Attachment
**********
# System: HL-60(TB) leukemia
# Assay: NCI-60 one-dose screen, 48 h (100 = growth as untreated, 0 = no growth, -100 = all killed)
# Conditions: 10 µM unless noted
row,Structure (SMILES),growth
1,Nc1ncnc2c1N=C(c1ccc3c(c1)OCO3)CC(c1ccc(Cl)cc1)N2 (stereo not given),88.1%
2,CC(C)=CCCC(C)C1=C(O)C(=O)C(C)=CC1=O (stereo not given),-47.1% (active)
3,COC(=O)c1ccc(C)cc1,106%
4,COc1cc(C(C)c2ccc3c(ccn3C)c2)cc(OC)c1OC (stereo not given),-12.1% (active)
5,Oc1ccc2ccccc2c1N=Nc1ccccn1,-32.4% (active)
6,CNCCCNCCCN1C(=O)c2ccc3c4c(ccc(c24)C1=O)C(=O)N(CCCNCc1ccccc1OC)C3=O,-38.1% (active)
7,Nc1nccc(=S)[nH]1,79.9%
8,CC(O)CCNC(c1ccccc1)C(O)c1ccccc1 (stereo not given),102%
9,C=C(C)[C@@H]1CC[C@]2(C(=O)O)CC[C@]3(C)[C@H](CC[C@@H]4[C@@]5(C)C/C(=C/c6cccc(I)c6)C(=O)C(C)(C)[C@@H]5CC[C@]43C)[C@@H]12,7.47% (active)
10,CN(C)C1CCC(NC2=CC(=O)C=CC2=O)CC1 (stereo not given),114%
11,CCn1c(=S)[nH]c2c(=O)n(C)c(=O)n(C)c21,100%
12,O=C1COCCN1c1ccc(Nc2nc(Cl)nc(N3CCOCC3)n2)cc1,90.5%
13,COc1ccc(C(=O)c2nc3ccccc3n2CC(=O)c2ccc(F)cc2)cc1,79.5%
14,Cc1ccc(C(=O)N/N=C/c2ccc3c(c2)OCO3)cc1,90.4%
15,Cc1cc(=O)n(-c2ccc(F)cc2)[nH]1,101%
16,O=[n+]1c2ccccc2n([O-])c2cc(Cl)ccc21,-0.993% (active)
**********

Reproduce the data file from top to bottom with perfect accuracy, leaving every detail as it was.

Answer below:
# System: HL-60(TB) leukemia
# Assay: NCI-60 one-dose screen, 48 h (100 = growth as untreated, 0 = no growth, -100 = all killed)
# Conditions: 10 µM unless noted
row,Structure (SMILES),growth
1,Nc1ncnc2c1N=C(c1ccc3c(c1)OCO3)CC(c1ccc(Cl)cc1)N2 (stereo not given),88.1%
2,CC(C)=CCCC(C)C1=C(O)C(=O)C(C)=CC1=O (stereo not given),-47.1% (active)
3,COC(=O)c1ccc(C)cc1,106%
4,COc1cc(C(C)c2ccc3c(ccn3C)c2)cc(OC)c1OC (stereo not given),-12.1% (active)
5,Oc1ccc2ccccc2c1N=Nc1ccccn1,-32.4% (active)
6,CNCCCNCCCN1C(=O)c2ccc3c4c(ccc(c24)C1=O)C(=O)N(CCCNCc1ccccc1OC)C3=O,-38.1% (active)
7,Nc1nccc(=S)[nH]1,79.9%
8,CC(O)CCNC(c1ccccc1)C(O)c1ccccc1 (stereo not given),102%
9,C=C(C)[C@@H]1CC[C@]2(C(=O)O)CC[C@]3(C)[C@H](CC[C@@H]4[C@@]5(C)C/C(=C/c6cccc(I)c6)C(=O)C(C)(C)[C@@H]5CC[C@]43C)[C@@H]12,7.47% (active)
10,CN(C)C1CCC(NC2=CC(=O)C=CC2=O)CC1 (stereo not given),114%
11,CCn1c(=S)[nH]c2c(=O)n(C)c(=O)n(C)c21,100%
12,O=C1COCCN1c1ccc(Nc2nc(Cl)nc(N3CCOCC3)n2)cc1,90.5%
13,COc1ccc(C(=O)c2nc3ccccc3n2CC(=O)c2ccc(F)cc2)cc1,79.5%
14,Cc1ccc(C(=O)N/N=C/c2ccc3c(c2)OCO3)cc1,90.4%
15,Cc1cc(=O)n(-c2ccc(F)cc2)[nH]1,101%
16,O=[n+]1c2ccccc2n([O-])c2cc(Cl)ccc21,-0.993% (active)